Cotehele’s annual tradition of building a 60ft Christmas garland made up of thousands of flowers grown on the estate is turning 60 years old, and the team at the National Trust House and garden are celebrating.
In honour of its diamond year, the gardeners have been sowing secret plans all year to give it a new look, which today was revealed.
‘We’ve had a lot of fun growing a different assortment of flowers this year and we’re all waiting with anticipation to see what it will look like,’ says Cotehele Head Gardener Dave Bouch.
The 60ft garland in the Great Hall contains 31,200 flowers plus a 40ft extension around the east doorway with another 7,920 flowers (39,120 in total) all grown and dried on the estate.
When the residents of Cotehele first hung a modest, floral, Christmas display in the Tudor Hall six decades ago, little did they know how their simple decoration would turn into the magnificent garland it is today.
The staff and volunteers have been working on the twelve-day process of creating this year’s anniversary garland, the longest Christmas garland at any Trust place in the country.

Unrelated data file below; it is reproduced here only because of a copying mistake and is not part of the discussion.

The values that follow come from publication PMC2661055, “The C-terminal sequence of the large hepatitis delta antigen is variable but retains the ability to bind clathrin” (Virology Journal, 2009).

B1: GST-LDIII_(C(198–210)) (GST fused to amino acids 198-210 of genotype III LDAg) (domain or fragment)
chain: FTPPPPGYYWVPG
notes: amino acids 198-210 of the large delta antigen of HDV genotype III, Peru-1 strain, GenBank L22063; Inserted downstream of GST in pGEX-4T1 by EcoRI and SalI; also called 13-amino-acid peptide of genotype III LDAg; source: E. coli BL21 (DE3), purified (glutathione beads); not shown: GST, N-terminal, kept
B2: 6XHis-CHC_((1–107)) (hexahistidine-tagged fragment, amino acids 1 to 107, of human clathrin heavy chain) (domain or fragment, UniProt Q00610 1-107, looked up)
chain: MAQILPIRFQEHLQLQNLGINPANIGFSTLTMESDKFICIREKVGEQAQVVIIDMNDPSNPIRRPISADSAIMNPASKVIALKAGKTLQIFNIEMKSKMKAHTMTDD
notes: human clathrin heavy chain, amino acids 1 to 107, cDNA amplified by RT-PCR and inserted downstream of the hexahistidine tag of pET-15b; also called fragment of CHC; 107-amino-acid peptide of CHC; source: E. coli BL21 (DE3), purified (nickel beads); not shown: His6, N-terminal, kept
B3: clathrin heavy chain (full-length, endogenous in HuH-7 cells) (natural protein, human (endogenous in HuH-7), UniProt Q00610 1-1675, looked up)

All of the flowers are picked and dried in the garden at Cotehele; seeds were sown in early spring, flower picking began in May and each flower will now be added one by one to create the stunning 100ft decoration, which forms an integral part of the Christmas display at the property.
Every year at the beginning of November, the hall in the historic house opens to the public so visitors can watch staff and volunteers putting the garland together from flowers such as Ornamental Grasses, Winged Everlasting, Straw Flower, Paper Daisy, Paper Rose and Statice.
From Saturday 12 November, the completed garland can be seen daily until 31 December, except 25 and 26 December. The Cotehele Christmas food fair, in partnership with Taste of the West is Saturday 19 – Sunday 20 November, 10am-4pm, and is a good time to see the completed garland.
Dave says, ‘The garden team here at Cotehele is terrific. I’m so impressed with their huge time commitment, both staff and volunteers, to create yet another amazing and memorable display, now a firm part of families’s annual Christmas tradition.’
Elsewhere in the Great Hall, traditional decorations include conifer and Mahonia around the doorways highlighted with some native berries from the garden and mistletoe in case anyone wanted to steal a kiss. They’ll also hang Beech and hazel branches from the wall.
Take a look at our film about how we create Cotehele’s magnificent garland: http://youtu.be/_JDAdjCTaAY?list=UUn7AVPnhUdtScCSEwyQIfDw